Example 48.Preparati0n of 6-clzl0r0-7-flu0r0-3- [3-(1- allyloxycarbonyl 3 methoxy 2 piper-idyl)acet0nyl]- 4 (3H) -quinazolinone The procedure of Example 12 is followed with 4.96 g. of 6-chloro-7-fiuoro-4(3H)-quinazolinone and 12.53 g. of allyl-2-(3-brornoacetonyl)-3-methoxy-1-piperidine carboxylate. The product is a dark brown syrup.

Example 49.Preparati0n of 6-chlofi0-7-fluor0-3-[3-(3- hydroxy 2 piperidyl)acet0nyl]-4(3H)-quinaz0lin0ne hydrobromia'e The product of Example 48 is hydrolyzed according to the procedure of Example 13. Evaporation of the hydrobromic acid leaves a residue from which 1.75 g. of brown solid is obtained after several treatments with boiling absolute alcohol. Recrystallization from alcohol-water gives 650 mg. of solid, melting point 237 dec.

We claim:

1. A method of controlling coccidiosis in animals comprising onally administering to domestic animals an edible carrier containing an effective amount of an anticoccidial of the formula:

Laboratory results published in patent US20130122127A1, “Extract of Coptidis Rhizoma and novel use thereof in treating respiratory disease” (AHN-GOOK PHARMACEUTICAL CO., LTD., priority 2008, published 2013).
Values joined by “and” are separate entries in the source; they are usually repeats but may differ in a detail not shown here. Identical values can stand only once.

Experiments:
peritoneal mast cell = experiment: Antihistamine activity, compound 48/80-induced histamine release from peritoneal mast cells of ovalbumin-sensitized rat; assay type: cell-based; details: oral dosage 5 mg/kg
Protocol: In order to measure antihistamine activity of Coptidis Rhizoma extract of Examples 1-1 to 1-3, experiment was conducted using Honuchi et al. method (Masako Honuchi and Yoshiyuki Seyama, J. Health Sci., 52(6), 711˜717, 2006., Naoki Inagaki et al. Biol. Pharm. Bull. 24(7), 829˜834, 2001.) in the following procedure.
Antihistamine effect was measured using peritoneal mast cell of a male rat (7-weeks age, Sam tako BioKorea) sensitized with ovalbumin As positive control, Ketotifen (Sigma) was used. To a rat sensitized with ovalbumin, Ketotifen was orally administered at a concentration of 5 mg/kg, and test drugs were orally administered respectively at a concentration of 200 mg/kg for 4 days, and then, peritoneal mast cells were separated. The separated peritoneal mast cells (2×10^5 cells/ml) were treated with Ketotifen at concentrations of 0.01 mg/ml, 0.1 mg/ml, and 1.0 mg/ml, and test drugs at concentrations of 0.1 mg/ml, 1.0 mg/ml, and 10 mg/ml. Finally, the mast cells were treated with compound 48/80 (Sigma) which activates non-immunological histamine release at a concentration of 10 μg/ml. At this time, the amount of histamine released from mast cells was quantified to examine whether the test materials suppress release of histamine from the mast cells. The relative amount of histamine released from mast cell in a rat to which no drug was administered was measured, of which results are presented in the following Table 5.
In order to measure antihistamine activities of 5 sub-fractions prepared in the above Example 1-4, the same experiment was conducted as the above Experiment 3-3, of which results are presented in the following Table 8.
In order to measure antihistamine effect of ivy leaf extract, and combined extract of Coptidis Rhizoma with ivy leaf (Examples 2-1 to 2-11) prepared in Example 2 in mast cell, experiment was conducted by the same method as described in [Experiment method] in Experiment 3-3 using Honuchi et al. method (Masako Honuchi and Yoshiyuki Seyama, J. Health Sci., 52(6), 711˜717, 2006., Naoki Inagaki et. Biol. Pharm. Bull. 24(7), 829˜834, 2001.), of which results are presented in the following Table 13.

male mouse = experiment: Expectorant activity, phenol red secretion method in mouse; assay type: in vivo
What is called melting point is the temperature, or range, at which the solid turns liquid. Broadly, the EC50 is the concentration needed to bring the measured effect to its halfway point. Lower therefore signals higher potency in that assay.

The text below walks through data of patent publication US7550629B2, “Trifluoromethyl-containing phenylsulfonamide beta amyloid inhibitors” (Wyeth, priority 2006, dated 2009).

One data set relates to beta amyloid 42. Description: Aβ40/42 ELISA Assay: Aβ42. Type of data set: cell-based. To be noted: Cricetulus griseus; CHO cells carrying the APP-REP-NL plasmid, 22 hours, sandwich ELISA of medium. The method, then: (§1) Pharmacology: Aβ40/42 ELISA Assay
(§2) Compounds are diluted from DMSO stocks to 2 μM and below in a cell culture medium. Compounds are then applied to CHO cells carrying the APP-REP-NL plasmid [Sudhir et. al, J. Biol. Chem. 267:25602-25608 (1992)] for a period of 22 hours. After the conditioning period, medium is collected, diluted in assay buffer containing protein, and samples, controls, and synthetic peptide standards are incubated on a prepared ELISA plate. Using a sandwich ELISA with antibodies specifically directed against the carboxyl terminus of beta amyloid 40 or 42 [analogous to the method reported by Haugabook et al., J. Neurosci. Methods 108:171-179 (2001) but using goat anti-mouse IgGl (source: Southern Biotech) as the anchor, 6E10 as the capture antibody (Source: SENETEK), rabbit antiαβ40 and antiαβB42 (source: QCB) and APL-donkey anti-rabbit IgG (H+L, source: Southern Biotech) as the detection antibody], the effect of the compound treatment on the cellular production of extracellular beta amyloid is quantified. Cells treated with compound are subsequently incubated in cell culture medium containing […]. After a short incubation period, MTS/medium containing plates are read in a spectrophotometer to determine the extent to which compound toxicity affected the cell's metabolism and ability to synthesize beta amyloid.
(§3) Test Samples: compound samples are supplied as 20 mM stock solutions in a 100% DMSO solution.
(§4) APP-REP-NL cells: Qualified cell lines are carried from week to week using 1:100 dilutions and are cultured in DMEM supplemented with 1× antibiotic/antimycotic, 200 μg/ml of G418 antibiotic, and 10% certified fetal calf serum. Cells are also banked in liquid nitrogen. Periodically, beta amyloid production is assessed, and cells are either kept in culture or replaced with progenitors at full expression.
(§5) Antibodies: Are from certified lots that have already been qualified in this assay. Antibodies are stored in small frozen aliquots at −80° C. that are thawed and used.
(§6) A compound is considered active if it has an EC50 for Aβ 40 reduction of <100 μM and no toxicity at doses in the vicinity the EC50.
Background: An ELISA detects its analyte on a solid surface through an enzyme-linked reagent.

wherein R is a member of the group consisting of hydrogen, halogen, nitro, benzo, lower alkyl, phenyl, and lower alkoxy, R is a member of the group consisting of hydroxy, acetoxy, and lower alkoxy, and R is a member \of the group consisting of hydrogen and lower alkenoxycarbonyl, and the physiologically acceptable salts thereof.

2. A method according to claim 1 in which the quinazolinone is present to the extent of between about 0.5 and 10 parts per million and the edible carrier is an animal feed.

3. A method according to claim 1 in which the compound is 6-chloro-7-fluoro-3-[3-(3-hydroxy-2-piperidyl)- acetonyl] -4 3H -quinazolinone hydrobromide.

4. A method according to claim 1 in which the compound is 6,8-dichloro-3-[3-(3-hydroxy-2-piperidyl)-acetonyl] -4(3H) -quinazolinone hydrochloride.

5. A method according to claim 1 in which the compound is 6-phenyl-3-[3-(3-hydroxy-2-piperidyl)acetonyl]- 4(3H)-quinazolinone dihydrochloride.